He reinvigorates his union and gets a raise. (He makes $250,000.)
He's chairman of a swank Democratic Party fund-raiser at the Washington
Convention Center. Clinton's fund-raising chief circulates a memo
that identifies Coia as one of the Democrats' top 10 donors. It
feels so right.
But he's flying pretty close to the sun.
The same day the president writes him that
note, a prosecutor named Paul Coffey sends a memo to the White
House advising that the Justice Department plans to throw the
Laborers' Union into federal receivership and to portray Coia
as a "mob puppet." Soon the Republicans ask about the
mobster who dines at the White House.
Now it plays as Slick Willie dancing with
the Mob Puppet.
Coia's cancer returns and his father dies.
Back at the union, dangerous men aren't happy. A month after
the Miami vote that crowns Coia president, he has a wake for
his father in Providence. A Chicago guy with a size 54 suit asks
him to take a walk.
It's not a solicitous moment.
"[John] Matassa did the talking this
time," Coia recalls. "He didn't like and the boys in Chicago did not
like what I did by stealing and taking the presidency from Chicago."
Coia, whose hair is a wispy rumor after months
of chemotherapy, looks at Matassa. "I don't care what you
think about it." And he returns to the house.
Word gets back that Tony "Big Tuna"
Accardo, CEO of the Chicago Outfit, is profoundly disappointed.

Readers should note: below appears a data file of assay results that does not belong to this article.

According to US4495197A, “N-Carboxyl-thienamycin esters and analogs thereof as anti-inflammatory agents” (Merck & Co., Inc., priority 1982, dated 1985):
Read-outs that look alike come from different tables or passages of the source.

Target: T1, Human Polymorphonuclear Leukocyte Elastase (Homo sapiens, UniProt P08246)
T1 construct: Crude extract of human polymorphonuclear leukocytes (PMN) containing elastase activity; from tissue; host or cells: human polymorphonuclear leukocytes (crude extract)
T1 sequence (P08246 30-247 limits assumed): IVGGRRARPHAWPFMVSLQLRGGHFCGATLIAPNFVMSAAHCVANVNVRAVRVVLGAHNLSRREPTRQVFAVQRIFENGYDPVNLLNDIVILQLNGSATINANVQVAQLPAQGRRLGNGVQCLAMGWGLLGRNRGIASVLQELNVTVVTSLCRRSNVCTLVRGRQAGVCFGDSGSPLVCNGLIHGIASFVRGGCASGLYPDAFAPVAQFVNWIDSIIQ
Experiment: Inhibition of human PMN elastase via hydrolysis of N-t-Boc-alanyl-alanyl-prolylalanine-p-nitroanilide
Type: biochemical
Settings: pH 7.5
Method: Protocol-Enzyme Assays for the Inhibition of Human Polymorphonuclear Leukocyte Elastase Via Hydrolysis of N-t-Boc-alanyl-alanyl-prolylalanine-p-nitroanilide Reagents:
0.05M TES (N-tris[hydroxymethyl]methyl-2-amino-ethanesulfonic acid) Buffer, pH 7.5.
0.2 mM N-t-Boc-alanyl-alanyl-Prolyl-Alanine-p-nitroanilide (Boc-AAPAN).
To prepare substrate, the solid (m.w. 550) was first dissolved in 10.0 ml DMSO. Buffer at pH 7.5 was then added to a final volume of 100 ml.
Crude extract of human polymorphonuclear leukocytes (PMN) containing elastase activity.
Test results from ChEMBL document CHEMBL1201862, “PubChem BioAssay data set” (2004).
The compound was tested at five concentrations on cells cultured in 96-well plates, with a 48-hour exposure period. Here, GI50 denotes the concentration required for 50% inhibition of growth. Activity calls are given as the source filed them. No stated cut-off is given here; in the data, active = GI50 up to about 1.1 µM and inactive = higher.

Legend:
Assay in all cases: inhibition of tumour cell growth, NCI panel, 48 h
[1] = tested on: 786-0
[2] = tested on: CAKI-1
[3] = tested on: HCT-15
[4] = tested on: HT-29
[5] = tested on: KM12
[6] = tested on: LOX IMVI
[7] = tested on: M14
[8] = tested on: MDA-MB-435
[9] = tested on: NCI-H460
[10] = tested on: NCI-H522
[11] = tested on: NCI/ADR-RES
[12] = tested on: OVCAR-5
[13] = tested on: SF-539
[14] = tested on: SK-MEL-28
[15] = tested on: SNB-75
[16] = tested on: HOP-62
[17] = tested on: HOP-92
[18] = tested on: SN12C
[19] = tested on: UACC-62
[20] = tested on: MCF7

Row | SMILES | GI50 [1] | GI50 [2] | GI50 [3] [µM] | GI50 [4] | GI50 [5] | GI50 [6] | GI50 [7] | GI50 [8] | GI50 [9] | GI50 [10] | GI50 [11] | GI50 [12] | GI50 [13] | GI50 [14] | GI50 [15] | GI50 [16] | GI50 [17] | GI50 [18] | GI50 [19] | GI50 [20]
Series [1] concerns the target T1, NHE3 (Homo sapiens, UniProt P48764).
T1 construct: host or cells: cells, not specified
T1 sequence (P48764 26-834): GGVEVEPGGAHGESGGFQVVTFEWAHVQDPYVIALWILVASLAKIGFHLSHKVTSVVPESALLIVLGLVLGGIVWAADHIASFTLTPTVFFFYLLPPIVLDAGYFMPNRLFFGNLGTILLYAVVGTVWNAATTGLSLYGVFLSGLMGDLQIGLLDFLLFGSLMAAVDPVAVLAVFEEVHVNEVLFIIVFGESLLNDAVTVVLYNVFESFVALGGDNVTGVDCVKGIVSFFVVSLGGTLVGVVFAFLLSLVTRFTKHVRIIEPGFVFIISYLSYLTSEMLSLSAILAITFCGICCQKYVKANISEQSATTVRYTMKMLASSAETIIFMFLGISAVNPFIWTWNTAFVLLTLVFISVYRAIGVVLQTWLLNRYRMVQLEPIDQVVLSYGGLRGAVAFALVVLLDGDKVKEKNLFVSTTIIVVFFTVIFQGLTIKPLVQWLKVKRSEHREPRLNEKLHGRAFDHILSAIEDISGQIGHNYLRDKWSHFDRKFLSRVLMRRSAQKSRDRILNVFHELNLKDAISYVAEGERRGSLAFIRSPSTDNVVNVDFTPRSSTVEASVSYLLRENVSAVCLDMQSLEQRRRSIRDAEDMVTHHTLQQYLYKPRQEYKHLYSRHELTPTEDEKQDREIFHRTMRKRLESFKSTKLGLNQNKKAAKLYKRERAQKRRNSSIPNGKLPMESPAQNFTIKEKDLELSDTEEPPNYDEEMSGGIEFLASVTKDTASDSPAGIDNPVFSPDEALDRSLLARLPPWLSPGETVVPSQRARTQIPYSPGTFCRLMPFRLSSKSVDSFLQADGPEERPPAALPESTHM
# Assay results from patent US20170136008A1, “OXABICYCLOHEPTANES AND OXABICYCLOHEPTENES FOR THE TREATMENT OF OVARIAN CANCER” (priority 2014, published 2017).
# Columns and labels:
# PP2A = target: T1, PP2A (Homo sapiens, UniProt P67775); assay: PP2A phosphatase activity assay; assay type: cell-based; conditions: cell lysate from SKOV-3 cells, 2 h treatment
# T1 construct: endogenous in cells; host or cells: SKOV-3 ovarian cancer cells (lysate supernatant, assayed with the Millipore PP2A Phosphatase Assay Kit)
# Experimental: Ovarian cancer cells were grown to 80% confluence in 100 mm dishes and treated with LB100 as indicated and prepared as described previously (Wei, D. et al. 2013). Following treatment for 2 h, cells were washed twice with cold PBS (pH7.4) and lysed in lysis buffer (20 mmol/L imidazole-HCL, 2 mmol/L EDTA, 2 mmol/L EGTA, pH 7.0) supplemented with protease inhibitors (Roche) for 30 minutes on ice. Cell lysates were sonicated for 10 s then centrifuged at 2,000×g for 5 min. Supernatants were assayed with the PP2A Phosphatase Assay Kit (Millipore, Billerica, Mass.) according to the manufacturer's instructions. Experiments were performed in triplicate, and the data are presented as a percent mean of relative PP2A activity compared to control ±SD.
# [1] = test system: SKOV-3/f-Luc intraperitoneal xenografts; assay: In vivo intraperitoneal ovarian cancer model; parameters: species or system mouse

Coia Jr. becomes concerned that bullets could interfere with his
circulation and hires a couple of bodyguards.
Coia's agita doesn't impress Justice Department
prosecutors. They've read Coia's depositions and newspaper
quotes over the years as he bobs and weaves on the question
of the Laborers and the mob: Didn't know the union was mobbed
up. Didn't know about Fosco's mob connections. The accusations
about Patriarca Jr. are just stuff he reads in the newspaper.
Big Tuna, does that mean he's a big guy?
It's too cute. The prosecutors are ready
to stake a metaphoric "Property of U.S. Government"
sign outside the Laborers' marble palace on 16th Street NW.
Then Coia's lawyer walks over to the Justice
Department and suggests a compromise: Let Coia reform the
union. He'll hire former FBI agents and appoint an in-house
independent prosecutor and give them the run of the house. If
the Justice Department determines that he's not acting in good
faith, they can kick him out. They can even keep investigating
The Justice Department accepts and Republicans
loose a wolf's howl. Over the next year the Republicans
subpoena 120 notes sent back and forth between the White House
and Coia. They show that Clinton, the Democratic National Committee
and White House counsel Harold Ickes know of concern about Coia's
alleged mob connections. They unearth a note that Hillary Rodham
Clinton's speechwriter writes about her impending speech to the
Laborers: "They are mob."
Now the narrative is so airtight: Prez Cut
Deal With Mobbed-Up Leader to Prevent Federal Takeover. Congressional
Republicans hold a hearing in late 1997, and call Coffey, a veteran
prosecutor of unquestioned integrity who has stalked La Cosa Nostra
for three decades. The Republican congressmen throw him the question,
Is Coia a Mob Puppet?
Coffey frowns. He's watched for two years
as Coia makes good on his bargain, as he reorganizes mobbed-up
locals and kicks out 115 mob-connected guys, including many friends
of Coia's father.
"That's what I said, but the jury's
out today," Coffey tells the congressmen. "The interesting
thing about Coia is that he's the first guy to come to the government
and say, 'It ain't true [that I'm a mob puppet] and I can prove